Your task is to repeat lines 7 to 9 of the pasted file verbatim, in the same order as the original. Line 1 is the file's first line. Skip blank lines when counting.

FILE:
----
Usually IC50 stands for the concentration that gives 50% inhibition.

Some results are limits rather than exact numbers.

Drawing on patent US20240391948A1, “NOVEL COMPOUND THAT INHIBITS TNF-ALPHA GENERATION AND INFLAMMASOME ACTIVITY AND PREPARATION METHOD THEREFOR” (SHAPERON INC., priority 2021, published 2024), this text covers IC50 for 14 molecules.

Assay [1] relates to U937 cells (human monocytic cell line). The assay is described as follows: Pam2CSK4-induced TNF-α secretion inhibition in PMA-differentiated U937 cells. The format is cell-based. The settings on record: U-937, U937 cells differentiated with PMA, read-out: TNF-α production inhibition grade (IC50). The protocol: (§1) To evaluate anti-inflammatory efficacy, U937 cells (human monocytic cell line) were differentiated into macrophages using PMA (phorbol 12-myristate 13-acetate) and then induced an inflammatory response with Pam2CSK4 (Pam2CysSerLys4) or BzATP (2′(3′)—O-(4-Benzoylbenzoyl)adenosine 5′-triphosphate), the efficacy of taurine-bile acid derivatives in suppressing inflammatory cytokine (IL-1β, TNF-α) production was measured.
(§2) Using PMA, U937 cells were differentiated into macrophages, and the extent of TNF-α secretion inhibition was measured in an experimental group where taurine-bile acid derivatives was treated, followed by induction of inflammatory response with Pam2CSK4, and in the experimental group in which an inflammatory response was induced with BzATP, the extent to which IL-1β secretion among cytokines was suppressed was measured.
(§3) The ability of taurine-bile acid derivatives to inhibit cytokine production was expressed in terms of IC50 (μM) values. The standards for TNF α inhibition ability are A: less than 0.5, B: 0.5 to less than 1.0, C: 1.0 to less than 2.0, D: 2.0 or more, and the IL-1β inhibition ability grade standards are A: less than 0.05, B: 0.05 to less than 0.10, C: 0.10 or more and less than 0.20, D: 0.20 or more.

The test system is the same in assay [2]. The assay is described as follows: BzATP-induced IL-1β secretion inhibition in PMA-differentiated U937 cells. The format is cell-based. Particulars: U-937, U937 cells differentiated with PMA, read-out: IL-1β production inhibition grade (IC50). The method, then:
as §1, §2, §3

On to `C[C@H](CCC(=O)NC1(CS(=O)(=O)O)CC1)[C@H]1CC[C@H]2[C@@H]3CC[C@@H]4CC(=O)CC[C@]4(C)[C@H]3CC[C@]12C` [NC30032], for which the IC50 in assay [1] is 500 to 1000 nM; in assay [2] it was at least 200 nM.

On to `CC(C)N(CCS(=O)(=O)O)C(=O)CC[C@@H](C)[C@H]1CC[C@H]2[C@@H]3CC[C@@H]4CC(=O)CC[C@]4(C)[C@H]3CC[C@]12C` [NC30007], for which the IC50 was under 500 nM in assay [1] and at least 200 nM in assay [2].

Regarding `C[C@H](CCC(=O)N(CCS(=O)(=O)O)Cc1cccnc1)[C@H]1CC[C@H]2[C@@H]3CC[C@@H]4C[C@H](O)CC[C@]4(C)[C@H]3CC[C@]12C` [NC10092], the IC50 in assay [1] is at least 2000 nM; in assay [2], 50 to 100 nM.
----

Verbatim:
The test system is the same in assay [2]. The assay is described as follows: BzATP-induced IL-1β secretion inhibition in PMA-differentiated U937 cells. The format is cell-based. Particulars: U-937, U937 cells differentiated with PMA, read-out: IL-1β production inhibition grade (IC50). The method, then:
as §1, §2, §3

On to `C[C@H](CCC(=O)NC1(CS(=O)(=O)O)CC1)[C@H]1CC[C@H]2[C@@H]3CC[C@@H]4CC(=O)CC[C@]4(C)[C@H]3CC[C@]12C` [NC30032], for which the IC50 in assay [1] is 500 to 1000 nM; in assay [2] it was at least 200 nM.